Waste of Space Orchestra – Syntheosis (2019) REVIEW

As the first gravitational singularity commissioned by the ever-expanding Roadburn Festival universe for a unique live performance six months in the writing, this union of Finnish psychedelic metal artists Oranssi Pazuzu and Dark Buddha Rising represents not an elevation of mere atmosphere but a union intended of higher-art. Posited as an explosive wastement jam session unhindered by the intentional the collaboration would soon be given clear direction, and composition, by necessity as the material shaped; It’d spray throughout the cosmos on stage for Roadburn ’18 as a resounding success witnessed by thousands. Now set into motion, spinning eternally as disc and wax, ‘Syntheosis’ captures that same dark narrative spectacle portending our Anthropocene end in its most polished, produced and equally exciting form. Herein an extreme sludge opera set in the cosmos, ‘Syntheosis’ melds deeper-still the darkness and the unique spectrum of each entire entity into a nine act, hour long battle between forces beyond the perception of man.

What united many of these artists previous is perhaps a distinctly more Finnish heavy psych influenced sludge endeavor (Atomikylä) holding a more ‘pedestrian’ form of darkness [see: ‘Erkale’ (2014)], that would likewise find its way to Roadburn in 2016. This seems a perfect point of inception in creating a spectacular event that would amount to more than commissioned effects and visual for a Circle-esque space-jamming Oranssi Pazuzu session. With his invite of Atomikylä collaborator Vesa Ajomo (Syvyys, ex-Hexvessel) and the rest of Dark Buddha RisingJuho Vanhanen (Grave Pleasures, Kuolleet Intiaanit) not only brought in a functional collaborator but also extra tendrils of collaboration, fifteen folks in total, to swerve the proceedings into something truly special for the experimental underground rock and metal festival.

For the recording of the album resultant they’d bring in a full nine performer line-up as well as ‘Värähtelijä’ mixer Julius Mauranen for the recording and production. As a cynical person inhabiting a gloriously flawed Earth my own reservations (having not witnessed the Roadburn performance in person) figured that the compositions would likely lean towards Oranssi Pazuzu‘s extreme metal-meets-space rock sensibilities and the ritualistic bounding of Dark Buddha Rising would take a backseat. Sure enough it would seem that way as ‘Syntheosis’ presents its first few movements but, the record finds countless clever ways to fuse the unique atmospherics, rhythms, and songwriting tics of both collectives into one graceful supergiant as it progresses.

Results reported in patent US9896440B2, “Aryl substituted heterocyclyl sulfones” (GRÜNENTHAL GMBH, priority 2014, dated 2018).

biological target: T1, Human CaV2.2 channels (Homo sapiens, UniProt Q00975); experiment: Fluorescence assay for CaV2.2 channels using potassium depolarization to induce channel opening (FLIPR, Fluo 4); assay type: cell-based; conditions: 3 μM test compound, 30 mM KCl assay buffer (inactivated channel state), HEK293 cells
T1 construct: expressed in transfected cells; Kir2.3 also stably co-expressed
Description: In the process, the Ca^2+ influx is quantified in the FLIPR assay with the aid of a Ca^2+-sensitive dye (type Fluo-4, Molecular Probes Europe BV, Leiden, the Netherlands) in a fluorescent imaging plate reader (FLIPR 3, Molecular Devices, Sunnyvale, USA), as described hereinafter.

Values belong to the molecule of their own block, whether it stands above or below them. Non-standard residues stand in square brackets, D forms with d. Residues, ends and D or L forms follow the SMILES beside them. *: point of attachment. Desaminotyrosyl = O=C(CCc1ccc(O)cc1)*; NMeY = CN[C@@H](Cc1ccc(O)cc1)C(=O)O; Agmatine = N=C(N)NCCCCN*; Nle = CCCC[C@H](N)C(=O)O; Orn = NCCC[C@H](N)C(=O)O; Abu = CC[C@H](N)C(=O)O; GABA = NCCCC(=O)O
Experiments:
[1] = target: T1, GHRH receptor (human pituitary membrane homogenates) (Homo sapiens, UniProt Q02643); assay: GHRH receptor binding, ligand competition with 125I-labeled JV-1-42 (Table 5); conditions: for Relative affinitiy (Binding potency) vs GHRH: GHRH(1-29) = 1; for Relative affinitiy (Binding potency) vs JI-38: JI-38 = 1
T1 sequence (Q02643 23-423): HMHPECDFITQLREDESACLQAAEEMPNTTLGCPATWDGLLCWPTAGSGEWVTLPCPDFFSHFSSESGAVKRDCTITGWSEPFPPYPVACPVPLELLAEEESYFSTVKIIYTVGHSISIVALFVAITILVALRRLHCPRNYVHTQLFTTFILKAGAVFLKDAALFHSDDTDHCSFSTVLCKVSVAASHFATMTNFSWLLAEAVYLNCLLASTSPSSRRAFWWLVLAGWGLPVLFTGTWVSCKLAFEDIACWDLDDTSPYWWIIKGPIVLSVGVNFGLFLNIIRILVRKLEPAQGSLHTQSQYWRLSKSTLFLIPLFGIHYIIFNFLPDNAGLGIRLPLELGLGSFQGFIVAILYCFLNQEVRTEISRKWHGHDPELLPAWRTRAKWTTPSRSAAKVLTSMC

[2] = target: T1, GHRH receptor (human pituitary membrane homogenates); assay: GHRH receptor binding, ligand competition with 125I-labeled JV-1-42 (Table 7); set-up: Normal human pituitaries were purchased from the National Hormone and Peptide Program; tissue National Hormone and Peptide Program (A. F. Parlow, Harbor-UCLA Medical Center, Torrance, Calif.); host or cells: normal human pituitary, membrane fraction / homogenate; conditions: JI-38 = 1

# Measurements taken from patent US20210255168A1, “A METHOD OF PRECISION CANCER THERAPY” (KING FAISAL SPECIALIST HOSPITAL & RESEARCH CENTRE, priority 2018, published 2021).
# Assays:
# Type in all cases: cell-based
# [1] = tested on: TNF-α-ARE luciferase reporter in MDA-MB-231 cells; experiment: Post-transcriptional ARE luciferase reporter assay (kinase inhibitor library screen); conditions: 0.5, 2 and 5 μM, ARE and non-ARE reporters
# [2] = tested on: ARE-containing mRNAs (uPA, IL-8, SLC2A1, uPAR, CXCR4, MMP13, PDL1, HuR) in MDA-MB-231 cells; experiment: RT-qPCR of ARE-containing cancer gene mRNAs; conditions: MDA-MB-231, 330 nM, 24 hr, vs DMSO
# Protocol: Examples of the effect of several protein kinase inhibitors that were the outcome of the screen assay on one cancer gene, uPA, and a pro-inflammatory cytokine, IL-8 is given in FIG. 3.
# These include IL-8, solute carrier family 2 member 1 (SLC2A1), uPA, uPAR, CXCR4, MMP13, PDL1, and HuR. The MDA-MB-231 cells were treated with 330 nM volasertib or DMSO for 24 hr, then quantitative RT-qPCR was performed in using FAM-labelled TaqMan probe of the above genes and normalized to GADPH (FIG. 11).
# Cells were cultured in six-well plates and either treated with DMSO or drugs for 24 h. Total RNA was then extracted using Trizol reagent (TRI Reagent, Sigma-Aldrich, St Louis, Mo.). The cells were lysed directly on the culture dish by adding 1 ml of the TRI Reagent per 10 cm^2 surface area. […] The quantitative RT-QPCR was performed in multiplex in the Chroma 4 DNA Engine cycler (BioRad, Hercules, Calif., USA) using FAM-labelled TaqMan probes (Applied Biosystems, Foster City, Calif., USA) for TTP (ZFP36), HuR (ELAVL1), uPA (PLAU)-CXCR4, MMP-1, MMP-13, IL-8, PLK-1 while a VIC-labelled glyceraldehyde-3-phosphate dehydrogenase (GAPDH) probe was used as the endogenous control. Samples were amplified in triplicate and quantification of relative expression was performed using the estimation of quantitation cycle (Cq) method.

The space-rock leads and Alchemist-esque psychedelic waves Oranssi Pazuzu are legends for bringing to black metal proper were previously brought to Atomikylä by Vanhanen‘s hand though here they meet with Ajomo‘s crew of tightly-snapping rhythmic elasticity rather than wallow in predictable builds and loose atmospheric tension. Psychedelic rock guitars, ritualistic sludge rhythms, and hard-flung atmospheric blackened guitar trills are all the more stunning in the hands of two of the best rhythm sections in the psychedelic metal spectrum and thankfully the compositions holding ‘Syntheosis’ together aren’t self-indulgent in any sense. If anything the ego-death is the glue of this undertaking, the separation from all pre-concieved selves into one great collective has surely enlightened all involved and Waste of Space Orchestra is more cohesive because of the communal nature of this event. It is however, a sort of space opera in some sense and the three character narrative (four if you count feeble mankind) is the bit of ‘extra’ that ‘Syntheosis’ needed to make sure it’d be interesting as a studio recording.